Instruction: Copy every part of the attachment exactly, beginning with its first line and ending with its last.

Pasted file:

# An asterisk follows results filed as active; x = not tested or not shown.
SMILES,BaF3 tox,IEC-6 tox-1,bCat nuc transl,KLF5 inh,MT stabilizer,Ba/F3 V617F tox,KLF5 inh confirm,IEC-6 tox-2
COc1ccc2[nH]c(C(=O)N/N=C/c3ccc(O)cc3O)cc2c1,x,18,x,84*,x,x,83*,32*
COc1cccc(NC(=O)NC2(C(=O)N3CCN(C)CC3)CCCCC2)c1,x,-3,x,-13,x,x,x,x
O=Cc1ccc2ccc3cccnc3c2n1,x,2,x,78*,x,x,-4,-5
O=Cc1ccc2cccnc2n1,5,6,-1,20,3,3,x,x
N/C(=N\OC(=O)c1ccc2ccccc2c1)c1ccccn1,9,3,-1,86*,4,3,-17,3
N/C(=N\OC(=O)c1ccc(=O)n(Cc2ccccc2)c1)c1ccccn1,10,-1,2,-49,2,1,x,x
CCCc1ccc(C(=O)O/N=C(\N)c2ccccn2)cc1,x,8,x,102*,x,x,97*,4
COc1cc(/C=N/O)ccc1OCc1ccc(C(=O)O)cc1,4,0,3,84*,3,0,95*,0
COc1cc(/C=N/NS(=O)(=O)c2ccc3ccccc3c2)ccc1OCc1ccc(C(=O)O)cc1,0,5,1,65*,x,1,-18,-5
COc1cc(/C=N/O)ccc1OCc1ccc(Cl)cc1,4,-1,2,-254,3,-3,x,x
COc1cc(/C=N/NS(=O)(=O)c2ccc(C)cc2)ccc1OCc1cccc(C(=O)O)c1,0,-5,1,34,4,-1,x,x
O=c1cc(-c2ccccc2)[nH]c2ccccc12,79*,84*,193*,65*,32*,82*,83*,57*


# An asterisk follows results filed as active; x = not tested or not shown.
SMILES,BaF3 tox,IEC-6 tox-1,bCat nuc transl,KLF5 inh,MT stabilizer,Ba/F3 V617F tox,KLF5 inh confirm,IEC-6 tox-2
COc1ccc2[nH]c(C(=O)N/N=C/c3ccc(O)cc3O)cc2c1,x,18,x,84*,x,x,83*,32*
COc1cccc(NC(=O)NC2(C(=O)N3CCN(C)CC3)CCCCC2)c1,x,-3,x,-13,x,x,x,x
O=Cc1ccc2ccc3cccnc3c2n1,x,2,x,78*,x,x,-4,-5
O=Cc1ccc2cccnc2n1,5,6,-1,20,3,3,x,x
N/C(=N\OC(=O)c1ccc2ccccc2c1)c1ccccn1,9,3,-1,86*,4,3,-17,3
N/C(=N\OC(=O)c1ccc(=O)n(Cc2ccccc2)c1)c1ccccn1,10,-1,2,-49,2,1,x,x
CCCc1ccc(C(=O)O/N=C(\N)c2ccccn2)cc1,x,8,x,102*,x,x,97*,4
COc1cc(/C=N/O)ccc1OCc1ccc(C(=O)O)cc1,4,0,3,84*,3,0,95*,0
COc1cc(/C=N/NS(=O)(=O)c2ccc3ccccc3c2)ccc1OCc1ccc(C(=O)O)cc1,0,5,1,65*,x,1,-18,-5
COc1cc(/C=N/O)ccc1OCc1ccc(Cl)cc1,4,-1,2,-254,3,-3,x,x
COc1cc(/C=N/NS(=O)(=O)c2ccc(C)cc2)ccc1OCc1cccc(C(=O)O)c1,0,-5,1,34,4,-1,x,x
O=c1cc(-c2ccccc2)[nH]c2ccccc12,79*,84*,193*,65*,32*,82*,83*,57*